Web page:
The Winter Olympics from Beijing reached 163 million people across linear and streaming television, according to iSpot.TV, a measurement firm that worked with NBCUniversal.
Viewers watched 41.8 billion minutes of Olympic programming across platforms.
There were 27,4 million streaming viewers, with 66%, or 18 million viewers watching exclusively on NBCU’s Peacock or other streaming services, iSpot said. Another 9.3 million viewers watched the Olympics via both traditional TV and streaming.
While traditional ratings were down, linear TV reached 75.1 million unique households, or about 61.6% of all U.S. households. Another 12.8 million households streamed Olympic programming.
iSpot said the most viewed moment during the games was when Kallie Humphries won the gold medal for monobob. That came directly after the end of Super Bowl LVI, which was also broadcast and streamed by NBC and measured by iSpot.
iSpot.TV is one of the newer measurement firms using big data to offer alternative to Nielsen, which has dominated TV measurement for decades.
One of iSpot’s specialties is measuring advertising on a second-by-second basis.. iSpot said that the Olympics averaged more than 1 billion ads delivered per day, generating 19.95 billion TV ad impressions in 18 days.
"Instead of using program ratings as a proxy for advertising intelligence, iSpot verified close to 20 billion impressions and enabled the market to contextualize that massive reach against a variety of factors, such as day part, competitive set, et cetera,” said iSpot CEO Sean Muller.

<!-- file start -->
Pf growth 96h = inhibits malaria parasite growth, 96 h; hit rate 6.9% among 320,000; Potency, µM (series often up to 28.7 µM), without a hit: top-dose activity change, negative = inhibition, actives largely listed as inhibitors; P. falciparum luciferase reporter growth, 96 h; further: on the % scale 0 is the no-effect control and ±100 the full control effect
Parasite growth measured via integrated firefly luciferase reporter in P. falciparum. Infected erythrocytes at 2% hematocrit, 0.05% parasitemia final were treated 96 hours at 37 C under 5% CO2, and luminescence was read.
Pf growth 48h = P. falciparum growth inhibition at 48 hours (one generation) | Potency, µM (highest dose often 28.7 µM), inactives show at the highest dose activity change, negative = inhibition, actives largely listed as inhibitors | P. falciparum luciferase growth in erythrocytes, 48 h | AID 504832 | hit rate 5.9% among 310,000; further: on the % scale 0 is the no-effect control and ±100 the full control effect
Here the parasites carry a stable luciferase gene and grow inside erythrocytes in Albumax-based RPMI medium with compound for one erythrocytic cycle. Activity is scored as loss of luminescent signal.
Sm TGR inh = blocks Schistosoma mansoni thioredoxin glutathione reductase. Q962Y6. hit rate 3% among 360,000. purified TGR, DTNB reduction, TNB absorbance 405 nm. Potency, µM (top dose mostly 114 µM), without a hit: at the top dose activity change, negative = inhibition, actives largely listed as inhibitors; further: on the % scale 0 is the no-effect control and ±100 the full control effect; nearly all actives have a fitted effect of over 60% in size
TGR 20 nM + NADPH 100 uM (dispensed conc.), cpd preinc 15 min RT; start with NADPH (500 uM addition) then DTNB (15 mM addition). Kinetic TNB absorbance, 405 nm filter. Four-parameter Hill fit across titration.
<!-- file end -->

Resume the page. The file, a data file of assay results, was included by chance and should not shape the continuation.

During primetime, Olympic programming had a 22% lower ad loads compared to programming on the other Big 4 broadcast networks, and delivered 262% more impressions per spot than the other three networks combined.
Commercials on the Olympics had a 98% completion rate, meaning that nearly everyone who saw an Olympic ad watched all of it. Completion rates are usually associated with digital advertising, where the average completion rate is about 50%.
Naturally, the advertising on the Olympics was tops in terms of share of voice at 12.3%, which was 307% higher than the No. 2 program. In primetime, Olympic commercials had a 30% share of voice among the broadcast networks.
Commercials for companies in 83 industries ran 603 unique ads during the Olympics. The 16,199 ad airing generated 7,383 minutes of ad time, including 1,678.5 in primetime.
Advertising in the Olympics had 12% higher engagement rates that the industry average during the games.
“The Olympics will go down as a watershed moment between the buyers and sellers of TV in that we finally had a new set of facts and language to assess the value exchange,” said Muller. “By lunch time the next day, both sides could verify the (significant) reach from streaming, analyze the overlap and see how the games got them into the homes of cord cutters.” ■
Jon has been business editor of Broadcasting+Cable since 2010. He focuses on revenue-generating activities, including advertising and distribution, as well as executive intrigue and merger and acquisition activity. Just about any story is fair game, if a dollar sign can make its way into the article. Before B+C, Jon covered the industry for TVWeek, Cable World, Electronic Media, Advertising Age and The New York Post. A native New Yorker, Jon is hiding in plain sight in the suburbs of Chicago.
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